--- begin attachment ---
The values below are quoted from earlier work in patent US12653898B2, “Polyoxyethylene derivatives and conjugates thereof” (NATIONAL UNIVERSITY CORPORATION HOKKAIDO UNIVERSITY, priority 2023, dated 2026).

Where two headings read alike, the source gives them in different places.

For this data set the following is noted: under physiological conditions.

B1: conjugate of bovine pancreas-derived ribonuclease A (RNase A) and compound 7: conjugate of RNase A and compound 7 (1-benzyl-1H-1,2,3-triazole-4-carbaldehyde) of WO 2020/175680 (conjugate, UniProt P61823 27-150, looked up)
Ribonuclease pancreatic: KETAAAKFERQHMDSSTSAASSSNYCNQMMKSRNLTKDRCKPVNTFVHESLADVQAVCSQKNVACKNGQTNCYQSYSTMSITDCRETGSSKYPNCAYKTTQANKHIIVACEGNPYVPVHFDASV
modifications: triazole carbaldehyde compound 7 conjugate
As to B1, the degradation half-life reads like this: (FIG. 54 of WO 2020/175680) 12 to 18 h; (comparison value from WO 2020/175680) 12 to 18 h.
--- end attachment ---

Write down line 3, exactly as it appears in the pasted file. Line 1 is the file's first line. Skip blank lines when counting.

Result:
For this data set the following is noted: under physiological conditions.